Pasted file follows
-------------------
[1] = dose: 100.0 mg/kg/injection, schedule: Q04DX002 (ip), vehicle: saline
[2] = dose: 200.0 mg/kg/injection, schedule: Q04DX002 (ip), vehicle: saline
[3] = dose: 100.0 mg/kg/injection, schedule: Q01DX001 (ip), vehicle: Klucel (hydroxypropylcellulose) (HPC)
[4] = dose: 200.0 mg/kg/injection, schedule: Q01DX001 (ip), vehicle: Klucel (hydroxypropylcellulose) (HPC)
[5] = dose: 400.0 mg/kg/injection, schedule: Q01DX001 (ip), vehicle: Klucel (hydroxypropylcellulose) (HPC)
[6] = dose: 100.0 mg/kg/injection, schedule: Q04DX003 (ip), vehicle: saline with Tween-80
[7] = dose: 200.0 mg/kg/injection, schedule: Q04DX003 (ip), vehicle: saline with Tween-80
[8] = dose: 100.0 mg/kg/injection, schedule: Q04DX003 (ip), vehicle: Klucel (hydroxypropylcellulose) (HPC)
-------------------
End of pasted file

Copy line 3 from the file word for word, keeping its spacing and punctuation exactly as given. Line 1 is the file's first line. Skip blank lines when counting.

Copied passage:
[3] = dose: 100.0 mg/kg/injection, schedule: Q01DX001 (ip), vehicle: Klucel (hydroxypropylcellulose) (HPC)